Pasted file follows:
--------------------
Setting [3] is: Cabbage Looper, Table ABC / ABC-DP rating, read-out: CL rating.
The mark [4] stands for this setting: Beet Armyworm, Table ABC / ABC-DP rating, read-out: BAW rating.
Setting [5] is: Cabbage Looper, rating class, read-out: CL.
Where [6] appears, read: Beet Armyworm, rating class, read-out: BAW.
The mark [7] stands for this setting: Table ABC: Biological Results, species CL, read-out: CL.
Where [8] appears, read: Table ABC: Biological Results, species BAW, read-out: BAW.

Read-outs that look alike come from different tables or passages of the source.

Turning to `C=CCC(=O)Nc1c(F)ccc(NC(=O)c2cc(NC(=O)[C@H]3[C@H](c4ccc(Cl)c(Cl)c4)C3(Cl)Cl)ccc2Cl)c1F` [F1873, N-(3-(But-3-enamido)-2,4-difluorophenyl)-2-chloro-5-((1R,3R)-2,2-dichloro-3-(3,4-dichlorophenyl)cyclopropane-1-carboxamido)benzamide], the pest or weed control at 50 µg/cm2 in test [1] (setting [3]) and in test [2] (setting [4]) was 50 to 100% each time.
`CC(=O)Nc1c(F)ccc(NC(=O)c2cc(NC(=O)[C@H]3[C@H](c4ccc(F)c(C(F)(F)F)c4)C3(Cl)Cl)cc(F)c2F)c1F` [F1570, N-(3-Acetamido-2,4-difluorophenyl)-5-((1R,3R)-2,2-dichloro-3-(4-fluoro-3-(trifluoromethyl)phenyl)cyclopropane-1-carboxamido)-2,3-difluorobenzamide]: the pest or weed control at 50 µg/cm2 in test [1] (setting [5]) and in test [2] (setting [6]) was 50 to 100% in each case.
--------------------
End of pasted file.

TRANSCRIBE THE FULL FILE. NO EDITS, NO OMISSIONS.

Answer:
Setting [3] is: Cabbage Looper, Table ABC / ABC-DP rating, read-out: CL rating.
The mark [4] stands for this setting: Beet Armyworm, Table ABC / ABC-DP rating, read-out: BAW rating.
Setting [5] is: Cabbage Looper, rating class, read-out: CL.
Where [6] appears, read: Beet Armyworm, rating class, read-out: BAW.
The mark [7] stands for this setting: Table ABC: Biological Results, species CL, read-out: CL.
Where [8] appears, read: Table ABC: Biological Results, species BAW, read-out: BAW.

Read-outs that look alike come from different tables or passages of the source.

Turning to `C=CCC(=O)Nc1c(F)ccc(NC(=O)c2cc(NC(=O)[C@H]3[C@H](c4ccc(Cl)c(Cl)c4)C3(Cl)Cl)ccc2Cl)c1F` [F1873, N-(3-(But-3-enamido)-2,4-difluorophenyl)-2-chloro-5-((1R,3R)-2,2-dichloro-3-(3,4-dichlorophenyl)cyclopropane-1-carboxamido)benzamide], the pest or weed control at 50 µg/cm2 in test [1] (setting [3]) and in test [2] (setting [4]) was 50 to 100% each time.
`CC(=O)Nc1c(F)ccc(NC(=O)c2cc(NC(=O)[C@H]3[C@H](c4ccc(F)c(C(F)(F)F)c4)C3(Cl)Cl)cc(F)c2F)c1F` [F1570, N-(3-Acetamido-2,4-difluorophenyl)-5-((1R,3R)-2,2-dichloro-3-(4-fluoro-3-(trifluoromethyl)phenyl)cyclopropane-1-carboxamido)-2,3-difluorobenzamide]: the pest or weed control at 50 µg/cm2 in test [1] (setting [5]) and in test [2] (setting [6]) was 50 to 100% in each case.